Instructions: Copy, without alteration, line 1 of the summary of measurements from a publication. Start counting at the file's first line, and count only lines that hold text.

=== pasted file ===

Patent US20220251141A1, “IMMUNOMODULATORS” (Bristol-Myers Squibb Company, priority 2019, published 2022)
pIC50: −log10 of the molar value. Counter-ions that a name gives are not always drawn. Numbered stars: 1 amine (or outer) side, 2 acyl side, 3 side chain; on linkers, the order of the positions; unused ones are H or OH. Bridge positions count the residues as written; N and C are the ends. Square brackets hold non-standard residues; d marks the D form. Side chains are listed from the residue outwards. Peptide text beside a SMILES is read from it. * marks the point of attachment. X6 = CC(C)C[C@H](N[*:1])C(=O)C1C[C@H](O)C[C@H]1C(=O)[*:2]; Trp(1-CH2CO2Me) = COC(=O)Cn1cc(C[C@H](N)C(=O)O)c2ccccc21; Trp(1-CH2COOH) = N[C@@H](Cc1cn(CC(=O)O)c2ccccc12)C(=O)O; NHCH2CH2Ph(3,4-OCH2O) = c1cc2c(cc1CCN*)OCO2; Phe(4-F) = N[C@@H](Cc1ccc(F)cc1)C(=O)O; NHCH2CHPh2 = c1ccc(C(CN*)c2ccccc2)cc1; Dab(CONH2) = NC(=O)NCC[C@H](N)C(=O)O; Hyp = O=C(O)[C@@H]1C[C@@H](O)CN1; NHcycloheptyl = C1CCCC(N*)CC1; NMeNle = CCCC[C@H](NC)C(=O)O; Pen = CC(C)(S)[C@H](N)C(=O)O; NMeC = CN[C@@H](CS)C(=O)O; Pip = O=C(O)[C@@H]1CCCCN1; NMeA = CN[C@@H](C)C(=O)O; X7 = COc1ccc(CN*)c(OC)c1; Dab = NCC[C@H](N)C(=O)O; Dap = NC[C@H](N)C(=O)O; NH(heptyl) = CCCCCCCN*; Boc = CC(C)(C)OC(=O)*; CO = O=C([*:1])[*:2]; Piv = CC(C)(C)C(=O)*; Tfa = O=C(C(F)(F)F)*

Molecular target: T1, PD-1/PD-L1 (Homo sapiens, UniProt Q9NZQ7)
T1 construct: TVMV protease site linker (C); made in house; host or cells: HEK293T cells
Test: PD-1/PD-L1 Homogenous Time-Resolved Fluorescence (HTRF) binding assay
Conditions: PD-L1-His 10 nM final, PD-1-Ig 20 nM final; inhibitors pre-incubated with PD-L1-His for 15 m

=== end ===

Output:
Patent US20220251141A1, “IMMUNOMODULATORS” (Bristol-Myers Squibb Company, priority 2019, published 2022)